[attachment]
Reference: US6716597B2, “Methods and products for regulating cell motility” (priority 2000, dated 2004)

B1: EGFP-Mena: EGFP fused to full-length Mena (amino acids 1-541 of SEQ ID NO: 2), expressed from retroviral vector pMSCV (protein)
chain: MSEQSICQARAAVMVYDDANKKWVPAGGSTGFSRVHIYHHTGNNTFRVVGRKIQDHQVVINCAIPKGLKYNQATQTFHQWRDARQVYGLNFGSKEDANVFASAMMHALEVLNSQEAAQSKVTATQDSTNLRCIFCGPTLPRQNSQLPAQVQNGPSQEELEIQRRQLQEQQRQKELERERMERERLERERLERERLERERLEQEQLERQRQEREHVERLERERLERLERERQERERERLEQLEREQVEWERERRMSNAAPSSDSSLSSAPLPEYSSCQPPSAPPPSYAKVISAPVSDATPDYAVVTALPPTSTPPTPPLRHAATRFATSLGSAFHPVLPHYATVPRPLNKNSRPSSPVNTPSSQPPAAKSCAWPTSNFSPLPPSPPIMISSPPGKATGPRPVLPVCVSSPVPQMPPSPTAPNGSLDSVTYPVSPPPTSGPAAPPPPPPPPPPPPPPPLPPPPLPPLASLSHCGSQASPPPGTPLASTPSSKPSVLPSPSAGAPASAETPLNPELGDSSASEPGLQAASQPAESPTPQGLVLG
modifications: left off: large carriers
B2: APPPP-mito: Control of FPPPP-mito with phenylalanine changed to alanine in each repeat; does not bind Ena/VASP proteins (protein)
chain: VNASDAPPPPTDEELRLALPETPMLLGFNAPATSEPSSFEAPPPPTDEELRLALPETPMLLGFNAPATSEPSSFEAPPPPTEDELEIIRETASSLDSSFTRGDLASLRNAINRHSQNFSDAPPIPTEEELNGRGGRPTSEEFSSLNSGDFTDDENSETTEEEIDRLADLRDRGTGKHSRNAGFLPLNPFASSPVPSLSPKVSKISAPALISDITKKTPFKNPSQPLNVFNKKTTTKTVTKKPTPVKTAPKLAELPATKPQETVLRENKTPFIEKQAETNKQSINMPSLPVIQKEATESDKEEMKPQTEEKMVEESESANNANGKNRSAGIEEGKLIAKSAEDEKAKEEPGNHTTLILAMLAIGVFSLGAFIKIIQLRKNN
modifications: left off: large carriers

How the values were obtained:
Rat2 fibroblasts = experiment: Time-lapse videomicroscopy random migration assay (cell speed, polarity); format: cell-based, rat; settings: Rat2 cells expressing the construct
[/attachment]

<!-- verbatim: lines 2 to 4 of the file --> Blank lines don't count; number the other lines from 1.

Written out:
B1: EGFP-Mena: EGFP fused to full-length Mena (amino acids 1-541 of SEQ ID NO: 2), expressed from retroviral vector pMSCV (protein)
chain: MSEQSICQARAAVMVYDDANKKWVPAGGSTGFSRVHIYHHTGNNTFRVVGRKIQDHQVVINCAIPKGLKYNQATQTFHQWRDARQVYGLNFGSKEDANVFASAMMHALEVLNSQEAAQSKVTATQDSTNLRCIFCGPTLPRQNSQLPAQVQNGPSQEELEIQRRQLQEQQRQKELERERMERERLERERLERERLERERLEQEQLERQRQEREHVERLERERLERLERERQERERERLEQLEREQVEWERERRMSNAAPSSDSSLSSAPLPEYSSCQPPSAPPPSYAKVISAPVSDATPDYAVVTALPPTSTPPTPPLRHAATRFATSLGSAFHPVLPHYATVPRPLNKNSRPSSPVNTPSSQPPAAKSCAWPTSNFSPLPPSPPIMISSPPGKATGPRPVLPVCVSSPVPQMPPSPTAPNGSLDSVTYPVSPPPTSGPAAPPPPPPPPPPPPPPPLPPPPLPPLASLSHCGSQASPPPGTPLASTPSSKPSVLPSPSAGAPASAETPLNPELGDSSASEPGLQAASQPAESPTPQGLVLG
modifications: left off: large carriers